Accessibility of printed material

If you intend to print your document, there are a few considerations to make it more accessible.

 Paper type/weight

The type and quality of paper you print onto can have accessibility implications. Some types of coloured and hand made paper can impair the contrast between the background paper and the text or image being printed. The contrast between text and background should be as high as possible to improve legibility.

What’s on the other side?  

If you are printing double sided onto relatively thin paper you may get show-through, where elements of the print on the opposite side can be seen through the paper. This can cause a visual distraction from the print on the top side, and can reduce the clarity of your text causing legibility issues. Ideally documents should be printed on stock of sufficient weight to prevent show-through.


Design and advertising take advantage of colour  to create moods and atmosphere eg  doctors’ surgeries are often decorated with blue or green as these are said to be calming colours.

For some people, colour is of limited importance due to colour vision deficiencies (colour blindness). It is important to be aware of how to design effectively with colour, to ensure the information is accessible to everyone.

Creating documents and images which contain high contrast between colours will make images, diagrams and documents more accessible than the same documents with low colour contrast. High colour contrast enables people who have colour vision deficiencies, use a screen reader or have dyslexia to see features they may otherwise miss easily.

Colour perception will vary from one individual to another, so it is difficult to recommend a colour palette that will work for everybody. Instead, here are some suggestions to help you achieve high colour contrast. These suggestions can be applied to images, documents and applications whether in print or on screen and will help make material accessible to as many people as possible.

High colour contrast

High contrast between colours is crucial to legibility and this can be achieved by enhancing the difference between the lightness and darkness of colours:

  • Black and white produces the highest possible contrast.
  • To help features stand out, exaggerate the lightness of light colours and darkness of dark colours when used next to each other as this will enhance contrast.
  • Avoid using colours which are similar in lightness or similar in darkness next to one another, even if they differ in colour, for example light green and light red, as some people with low vision or colour vision deficiencies may not be able to tell the difference between these colours.
  • Avoid using similar colours together, for example red and orange, or green and blue-green particularly if they do not vary in lightness as they will not be easy to distinguish.
  • Avoid using achromatic colours (black, white, grey) against colours of similar lightness or darkness, for example dark grey against black.

Good colour combinations

  • Light colours against black.
  • Dark colours against white.
  • Light or pale colours against very dark colours, for example, light pink against dark blue.

Poor colour combinations

  • The most common failing in colour recognition is the inability to distinguish or recognise red and green.
  • Avoid pastel colours against white or grey.
  • Avoid dark colours against black.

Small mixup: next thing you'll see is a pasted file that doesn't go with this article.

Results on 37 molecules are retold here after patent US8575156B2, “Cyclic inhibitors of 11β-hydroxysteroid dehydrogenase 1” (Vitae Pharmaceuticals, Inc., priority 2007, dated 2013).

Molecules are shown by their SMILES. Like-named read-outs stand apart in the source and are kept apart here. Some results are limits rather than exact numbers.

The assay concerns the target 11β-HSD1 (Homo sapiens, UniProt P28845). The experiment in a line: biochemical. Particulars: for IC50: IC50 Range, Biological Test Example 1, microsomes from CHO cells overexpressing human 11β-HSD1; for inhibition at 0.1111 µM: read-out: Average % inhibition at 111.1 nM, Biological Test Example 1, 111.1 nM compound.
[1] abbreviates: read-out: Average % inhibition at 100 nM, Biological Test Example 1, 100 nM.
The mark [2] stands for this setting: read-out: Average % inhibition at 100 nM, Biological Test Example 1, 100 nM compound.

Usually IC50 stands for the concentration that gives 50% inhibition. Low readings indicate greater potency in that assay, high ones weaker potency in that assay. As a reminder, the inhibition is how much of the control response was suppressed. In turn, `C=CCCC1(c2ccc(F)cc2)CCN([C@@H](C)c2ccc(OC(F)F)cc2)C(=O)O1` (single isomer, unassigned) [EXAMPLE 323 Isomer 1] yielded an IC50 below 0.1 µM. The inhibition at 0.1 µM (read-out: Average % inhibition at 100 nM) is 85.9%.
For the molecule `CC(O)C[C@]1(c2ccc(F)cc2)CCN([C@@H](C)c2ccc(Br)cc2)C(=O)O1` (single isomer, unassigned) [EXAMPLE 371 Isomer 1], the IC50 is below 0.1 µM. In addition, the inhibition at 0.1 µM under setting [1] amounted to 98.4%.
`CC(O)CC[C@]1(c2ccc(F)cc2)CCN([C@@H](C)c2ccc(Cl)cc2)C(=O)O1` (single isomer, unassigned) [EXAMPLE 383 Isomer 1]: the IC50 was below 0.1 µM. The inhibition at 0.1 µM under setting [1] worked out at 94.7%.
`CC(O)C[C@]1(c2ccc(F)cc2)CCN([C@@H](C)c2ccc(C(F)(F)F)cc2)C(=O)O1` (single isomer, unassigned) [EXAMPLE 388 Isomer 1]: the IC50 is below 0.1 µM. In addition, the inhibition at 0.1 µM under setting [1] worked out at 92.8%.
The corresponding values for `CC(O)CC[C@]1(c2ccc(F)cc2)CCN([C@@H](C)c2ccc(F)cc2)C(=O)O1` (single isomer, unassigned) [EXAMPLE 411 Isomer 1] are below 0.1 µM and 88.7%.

• Avoid pastel colours together.
  • Avoid light or pale colours together.
  • Care must be taken with complimentary colours for example orange and blue of similar lightness, as they can appear to be jarring.

 Colour and text

  • Avoid using text on an image or patterned background as the colour contrast will vary and the shapes of the letters will be harder to identify or find – background should be solid.
  • Use high contrast between text and background colour.
  • Using a paper colour of 10% – 15% tint can help reduce glare which some people find difficult.
  • Reverse polarity, or white on black, can be beneficial for some users.

That glossy brochure…

The finish on your paper or any choice related to lamination or encapsulation can be critical for low vision use. As a general rule gloss finishes should be avoided wherever possible because of their reflective qualities. Any reflected light or image can interfere with the clarity of the printed document, and could impair legibility. Gloss finishes commonly present a barrier to printed information which could easily be removed. A quality Matt finish can make a document look good while not preventing access to the information on the page.

Clarity of print

Professional printers work hard to produce good quality output, and will have a system of checks to ensure they preserve a high level of print quality on any materials they produce. These types of checks are also a useful exercise to follow for any in-house or domestic printing performed. Things to look for include:

  • ink levels are consistently good across the page
  • all colours are printed appropriately and give the level of contrast intended on the original design
  • the alignment or registration of print, misalignment can cause blurring of text and images

 Preparing for other needs

No matter how well designed and produced your document is, any printed material will never meet the needs of all people. Some people will not be able to read print, and may prefer the same information in another format like braille or audio, or simply by accessing the electronic file. Whatever you are printing it is always a good idea to keep a text based electronic copy of your document.


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